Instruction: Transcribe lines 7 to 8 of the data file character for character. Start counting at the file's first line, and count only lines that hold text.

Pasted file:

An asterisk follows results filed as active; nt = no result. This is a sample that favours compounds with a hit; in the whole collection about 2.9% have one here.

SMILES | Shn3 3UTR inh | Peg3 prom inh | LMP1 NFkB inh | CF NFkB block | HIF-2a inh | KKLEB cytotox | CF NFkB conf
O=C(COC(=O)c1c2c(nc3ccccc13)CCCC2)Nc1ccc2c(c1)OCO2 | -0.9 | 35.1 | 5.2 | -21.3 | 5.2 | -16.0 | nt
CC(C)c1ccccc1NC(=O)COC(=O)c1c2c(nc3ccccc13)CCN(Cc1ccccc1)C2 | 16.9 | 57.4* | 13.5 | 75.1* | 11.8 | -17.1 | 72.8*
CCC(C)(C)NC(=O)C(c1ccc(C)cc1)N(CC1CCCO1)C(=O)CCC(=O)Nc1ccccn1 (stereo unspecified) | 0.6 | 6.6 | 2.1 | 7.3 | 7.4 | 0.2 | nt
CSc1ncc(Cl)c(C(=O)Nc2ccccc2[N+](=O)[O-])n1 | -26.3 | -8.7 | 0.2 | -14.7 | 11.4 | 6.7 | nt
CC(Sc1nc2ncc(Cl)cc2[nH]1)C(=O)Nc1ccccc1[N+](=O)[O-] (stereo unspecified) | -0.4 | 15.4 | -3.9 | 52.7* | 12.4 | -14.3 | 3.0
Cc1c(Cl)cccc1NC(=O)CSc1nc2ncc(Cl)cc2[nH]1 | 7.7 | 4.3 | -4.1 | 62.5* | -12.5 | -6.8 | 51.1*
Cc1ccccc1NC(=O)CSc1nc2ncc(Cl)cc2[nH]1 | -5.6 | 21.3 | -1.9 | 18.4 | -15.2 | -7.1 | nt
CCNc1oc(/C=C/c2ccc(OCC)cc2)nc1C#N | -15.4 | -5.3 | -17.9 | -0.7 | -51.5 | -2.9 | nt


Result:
CC(Sc1nc2ncc(Cl)cc2[nH]1)C(=O)Nc1ccccc1[N+](=O)[O-] (stereo unspecified) | -0.4 | 15.4 | -3.9 | 52.7* | 12.4 | -14.3 | 3.0
Cc1c(Cl)cccc1NC(=O)CSc1nc2ncc(Cl)cc2[nH]1 | 7.7 | 4.3 | -4.1 | 62.5* | -12.5 | -6.8 | 51.1*